Leon’s interest in music started at an early age. Encouraged by his mother, Leah, he started playing piano at age six, switched to violin at age eight, and finally settled in on the clarinet when he was nine. When he started attending Durrett High School in Louisville, KY, he wanted to play in the stage band, but needed to be able to double on the saxophone in addition to the clarinet. A friend offered to sell Leon his unused alto sax and he was on his way. While playing in the stage band he found that he enjoyed improvisation. Around age 15 he realized he could easily duplicate songs that he heard without the benefit of reading the sheet music. After sitting in with some local rock & roll bands the phone began to ring. Leon was quickly in demand and began playing with various bands at local teen clubs and some night clubs. Leon continued to play the clarinet in the Durrett band until his junior year. Then Leon's band director convinced him to play a newly acquired contra bass clarinet. It was a good fit for Leon, and he was selected to play in the Kentucky All-State Orchestra. It was an interesting balance of playing concert music during the week and rock & roll sax on the weekends.

After graduating from high school, Leon was accepted into the University Of Louisville School Of Music to study clarinet. He had just begun to play the sax for a newly formed band call The Monarchs. The group quickly became one of the most sought after bands in the area. Their local popularity paid off with a Monument Records recording contract. After two regional hits, their recording of “Look Homeward Angel” hit the charts in the USA, Canada and Europe. After touring, performing and backing up many of the icons of the early days of rock & roll, The Monarchs took some time off as the guys turned their attention to their careers and families. Leon then began working with various bands playing everything from rock & roll to jazz to big band standards, blues, contemporary Christian, and even country. Leon also worked as a studio musician in the late sixties and early seventies. This versatility is demonstrated in the release of his CD, “Leon Middleton, Solo.”

After a reunion in the early seventies, The Monarchs began to accept requests to perform. Once again, they quickly became one of the most “in demand” bands in the area. Today they continue to work with national acts and are the headline performers at area fairs and festivals. They are also a favorite at private, corporate and charitable functions. With The Monarchs, Leon performs several times each year as a headline act with the Louisville Orchestra. He has performed for several Kentucky Governors at the executive mansion and has played for President George W. Bush. Leon worked with Reed Yadon at Channel 19 in the production of the documentary of the history of The Monarchs. The video became one of the highest grossing locally produced videos. Leon's release of his solo CD on Saxking records is a collage of musical genre dating back from his early days of performing to some of today's more contemporary music. Today Leon not only performs with The Monarchs, but also demonstrates his musical versatility playing light jazz, standards and blues with other local area bands.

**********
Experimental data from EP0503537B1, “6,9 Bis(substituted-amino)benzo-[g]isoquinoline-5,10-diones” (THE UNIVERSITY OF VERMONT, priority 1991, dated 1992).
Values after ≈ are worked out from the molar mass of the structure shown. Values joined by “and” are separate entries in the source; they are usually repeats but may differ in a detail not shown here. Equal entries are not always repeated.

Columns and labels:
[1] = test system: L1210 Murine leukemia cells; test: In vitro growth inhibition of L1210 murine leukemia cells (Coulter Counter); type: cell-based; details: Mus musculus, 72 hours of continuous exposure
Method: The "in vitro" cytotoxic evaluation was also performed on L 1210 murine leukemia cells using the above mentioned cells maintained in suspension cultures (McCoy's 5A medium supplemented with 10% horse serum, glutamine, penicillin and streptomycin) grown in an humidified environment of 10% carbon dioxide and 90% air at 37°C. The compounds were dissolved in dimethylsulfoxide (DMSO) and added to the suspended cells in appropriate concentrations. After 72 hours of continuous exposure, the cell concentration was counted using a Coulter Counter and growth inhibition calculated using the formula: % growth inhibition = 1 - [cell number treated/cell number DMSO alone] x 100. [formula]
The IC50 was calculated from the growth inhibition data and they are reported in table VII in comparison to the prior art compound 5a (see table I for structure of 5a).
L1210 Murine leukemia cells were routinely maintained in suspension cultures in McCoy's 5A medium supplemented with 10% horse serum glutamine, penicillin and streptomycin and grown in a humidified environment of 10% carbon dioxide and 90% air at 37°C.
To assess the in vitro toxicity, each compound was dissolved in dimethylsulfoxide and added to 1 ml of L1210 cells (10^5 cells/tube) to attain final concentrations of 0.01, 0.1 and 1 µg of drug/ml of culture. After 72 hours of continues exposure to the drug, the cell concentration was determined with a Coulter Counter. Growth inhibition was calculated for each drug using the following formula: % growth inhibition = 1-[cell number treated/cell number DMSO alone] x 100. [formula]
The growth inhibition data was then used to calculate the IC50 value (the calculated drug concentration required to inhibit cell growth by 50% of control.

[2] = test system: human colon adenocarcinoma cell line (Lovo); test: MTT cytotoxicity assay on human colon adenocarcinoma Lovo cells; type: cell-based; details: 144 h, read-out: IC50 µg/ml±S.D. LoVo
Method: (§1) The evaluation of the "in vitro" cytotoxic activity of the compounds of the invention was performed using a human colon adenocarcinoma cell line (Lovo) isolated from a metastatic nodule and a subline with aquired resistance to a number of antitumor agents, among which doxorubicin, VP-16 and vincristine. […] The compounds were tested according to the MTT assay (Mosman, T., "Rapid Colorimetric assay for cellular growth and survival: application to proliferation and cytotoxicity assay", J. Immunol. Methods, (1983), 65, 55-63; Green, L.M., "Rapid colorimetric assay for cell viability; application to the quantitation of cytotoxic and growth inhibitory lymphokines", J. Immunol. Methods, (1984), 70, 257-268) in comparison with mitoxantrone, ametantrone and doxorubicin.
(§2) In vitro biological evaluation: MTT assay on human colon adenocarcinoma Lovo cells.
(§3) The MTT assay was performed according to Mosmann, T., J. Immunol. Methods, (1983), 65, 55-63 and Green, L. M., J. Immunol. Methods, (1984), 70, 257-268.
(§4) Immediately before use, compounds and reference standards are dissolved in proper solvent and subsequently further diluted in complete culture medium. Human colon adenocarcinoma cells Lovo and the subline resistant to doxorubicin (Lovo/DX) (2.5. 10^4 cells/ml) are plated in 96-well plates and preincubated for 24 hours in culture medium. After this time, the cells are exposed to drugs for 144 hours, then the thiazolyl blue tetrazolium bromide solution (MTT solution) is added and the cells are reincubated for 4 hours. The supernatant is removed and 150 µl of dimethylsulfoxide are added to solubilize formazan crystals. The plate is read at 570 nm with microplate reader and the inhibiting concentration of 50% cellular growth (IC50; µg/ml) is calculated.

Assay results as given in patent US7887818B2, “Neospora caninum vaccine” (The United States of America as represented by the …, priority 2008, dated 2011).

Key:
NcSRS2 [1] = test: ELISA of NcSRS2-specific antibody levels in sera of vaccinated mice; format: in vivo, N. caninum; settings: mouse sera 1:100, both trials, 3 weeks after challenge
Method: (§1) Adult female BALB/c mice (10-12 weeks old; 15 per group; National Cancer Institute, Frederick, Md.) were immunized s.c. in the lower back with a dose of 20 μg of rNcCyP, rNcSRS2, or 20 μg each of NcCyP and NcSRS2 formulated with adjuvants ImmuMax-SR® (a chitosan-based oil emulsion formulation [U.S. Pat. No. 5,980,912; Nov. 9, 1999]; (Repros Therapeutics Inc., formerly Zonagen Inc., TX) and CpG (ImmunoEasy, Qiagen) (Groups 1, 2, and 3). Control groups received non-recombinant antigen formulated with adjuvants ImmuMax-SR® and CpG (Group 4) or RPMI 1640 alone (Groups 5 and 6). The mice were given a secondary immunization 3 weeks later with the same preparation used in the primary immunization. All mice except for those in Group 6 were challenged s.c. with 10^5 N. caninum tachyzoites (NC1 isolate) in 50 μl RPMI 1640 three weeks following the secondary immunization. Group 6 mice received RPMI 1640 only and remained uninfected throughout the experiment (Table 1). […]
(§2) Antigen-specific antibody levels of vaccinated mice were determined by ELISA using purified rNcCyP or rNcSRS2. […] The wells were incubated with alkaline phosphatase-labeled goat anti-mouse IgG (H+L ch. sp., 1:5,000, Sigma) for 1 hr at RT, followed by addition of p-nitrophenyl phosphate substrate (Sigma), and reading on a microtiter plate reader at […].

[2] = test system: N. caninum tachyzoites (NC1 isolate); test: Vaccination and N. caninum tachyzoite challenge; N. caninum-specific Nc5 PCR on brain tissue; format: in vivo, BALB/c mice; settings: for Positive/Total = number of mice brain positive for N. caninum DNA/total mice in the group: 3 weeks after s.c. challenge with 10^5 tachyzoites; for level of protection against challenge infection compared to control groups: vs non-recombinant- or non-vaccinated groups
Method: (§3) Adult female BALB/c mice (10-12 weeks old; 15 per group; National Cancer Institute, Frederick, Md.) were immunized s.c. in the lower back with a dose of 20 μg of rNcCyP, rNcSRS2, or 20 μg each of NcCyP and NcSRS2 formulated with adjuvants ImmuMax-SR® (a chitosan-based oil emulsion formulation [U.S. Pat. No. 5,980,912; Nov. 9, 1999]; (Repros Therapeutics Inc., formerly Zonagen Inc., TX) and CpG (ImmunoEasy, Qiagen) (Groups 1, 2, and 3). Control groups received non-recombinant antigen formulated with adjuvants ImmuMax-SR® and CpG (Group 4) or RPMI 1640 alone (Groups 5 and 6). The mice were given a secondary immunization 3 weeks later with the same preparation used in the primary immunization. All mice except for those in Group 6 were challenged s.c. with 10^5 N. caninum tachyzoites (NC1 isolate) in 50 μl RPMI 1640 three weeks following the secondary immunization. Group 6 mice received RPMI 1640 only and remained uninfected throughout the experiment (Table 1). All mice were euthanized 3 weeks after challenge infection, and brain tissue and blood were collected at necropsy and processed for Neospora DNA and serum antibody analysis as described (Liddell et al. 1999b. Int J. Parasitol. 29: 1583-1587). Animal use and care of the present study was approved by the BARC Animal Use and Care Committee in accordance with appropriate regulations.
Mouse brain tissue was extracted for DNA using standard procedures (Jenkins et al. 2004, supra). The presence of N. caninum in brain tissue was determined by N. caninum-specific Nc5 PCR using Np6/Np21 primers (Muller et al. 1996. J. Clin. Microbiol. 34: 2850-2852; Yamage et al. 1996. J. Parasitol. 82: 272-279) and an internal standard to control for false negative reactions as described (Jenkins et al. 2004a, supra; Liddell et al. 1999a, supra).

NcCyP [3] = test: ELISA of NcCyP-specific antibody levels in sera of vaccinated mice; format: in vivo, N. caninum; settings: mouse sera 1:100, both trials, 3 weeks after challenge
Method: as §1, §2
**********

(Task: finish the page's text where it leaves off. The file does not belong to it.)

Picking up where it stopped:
Over the past several decades, Leon has performed with the following artist.

Early Appearances

The Beach Boys
Jay and the Americans
B.J. Thomas
Dusty Springfield
The Righteous Bros.
Del Shannon
The Newbeats
Roy Orbison
Dee Dee Sharp
Brook Benton


Franki Valli and the Four Seasons
Freddie Cannon
Bobby Vee
Peter and Gordon
Bo Diddley
Gene Pitney
Bobby Goldsboro
Sonny and Cher
Glen Campbell
The Chrystals

Recent Appearances

Chubby Checker
The Platters
The Everly Bros.
Gary Lewis and The Playboys
The Shirrells
Mitch Rider and the Detroit Wheels
Spiral Staircase
The Diamonds
Ray Peterson
Tommy James
The Drifters
Al Wilson
The Spinners
The Classics IV
Little Anthony
Blood, Sweat and Tears
The Casinos
Eddie Holman
The Buckinghams
The Boxtops




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